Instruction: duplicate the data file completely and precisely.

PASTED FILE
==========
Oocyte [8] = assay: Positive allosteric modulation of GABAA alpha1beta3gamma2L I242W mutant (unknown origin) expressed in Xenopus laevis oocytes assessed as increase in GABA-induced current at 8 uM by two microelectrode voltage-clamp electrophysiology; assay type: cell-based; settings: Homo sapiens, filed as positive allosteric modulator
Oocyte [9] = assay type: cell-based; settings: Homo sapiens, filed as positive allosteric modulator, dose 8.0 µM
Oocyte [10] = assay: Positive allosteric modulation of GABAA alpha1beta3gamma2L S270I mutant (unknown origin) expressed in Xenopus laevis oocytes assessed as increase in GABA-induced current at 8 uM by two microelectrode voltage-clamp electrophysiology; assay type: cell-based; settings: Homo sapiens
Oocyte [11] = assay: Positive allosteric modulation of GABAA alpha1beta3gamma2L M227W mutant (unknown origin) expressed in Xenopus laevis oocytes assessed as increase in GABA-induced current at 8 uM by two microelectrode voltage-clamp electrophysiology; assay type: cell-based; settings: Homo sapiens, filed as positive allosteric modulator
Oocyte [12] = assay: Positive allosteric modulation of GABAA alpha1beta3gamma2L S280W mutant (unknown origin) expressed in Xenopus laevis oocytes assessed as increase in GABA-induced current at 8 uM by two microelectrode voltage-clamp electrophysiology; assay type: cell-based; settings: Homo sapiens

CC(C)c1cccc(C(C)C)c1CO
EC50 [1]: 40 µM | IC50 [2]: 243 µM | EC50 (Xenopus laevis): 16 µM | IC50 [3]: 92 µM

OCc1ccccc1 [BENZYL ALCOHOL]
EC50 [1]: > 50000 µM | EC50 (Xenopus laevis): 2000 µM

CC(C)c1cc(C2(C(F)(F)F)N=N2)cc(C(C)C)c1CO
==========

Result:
Oocyte [8] = assay: Positive allosteric modulation of GABAA alpha1beta3gamma2L I242W mutant (unknown origin) expressed in Xenopus laevis oocytes assessed as increase in GABA-induced current at 8 uM by two microelectrode voltage-clamp electrophysiology; assay type: cell-based; settings: Homo sapiens, filed as positive allosteric modulator
Oocyte [9] = assay type: cell-based; settings: Homo sapiens, filed as positive allosteric modulator, dose 8.0 µM
Oocyte [10] = assay: Positive allosteric modulation of GABAA alpha1beta3gamma2L S270I mutant (unknown origin) expressed in Xenopus laevis oocytes assessed as increase in GABA-induced current at 8 uM by two microelectrode voltage-clamp electrophysiology; assay type: cell-based; settings: Homo sapiens
Oocyte [11] = assay: Positive allosteric modulation of GABAA alpha1beta3gamma2L M227W mutant (unknown origin) expressed in Xenopus laevis oocytes assessed as increase in GABA-induced current at 8 uM by two microelectrode voltage-clamp electrophysiology; assay type: cell-based; settings: Homo sapiens, filed as positive allosteric modulator
Oocyte [12] = assay: Positive allosteric modulation of GABAA alpha1beta3gamma2L S280W mutant (unknown origin) expressed in Xenopus laevis oocytes assessed as increase in GABA-induced current at 8 uM by two microelectrode voltage-clamp electrophysiology; assay type: cell-based; settings: Homo sapiens

CC(C)c1cccc(C(C)C)c1CO
EC50 [1]: 40 µM | IC50 [2]: 243 µM | EC50 (Xenopus laevis): 16 µM | IC50 [3]: 92 µM

OCc1ccccc1 [BENZYL ALCOHOL]
EC50 [1]: > 50000 µM | EC50 (Xenopus laevis): 2000 µM

CC(C)c1cc(C2(C(F)(F)F)N=N2)cc(C(C)C)c1CO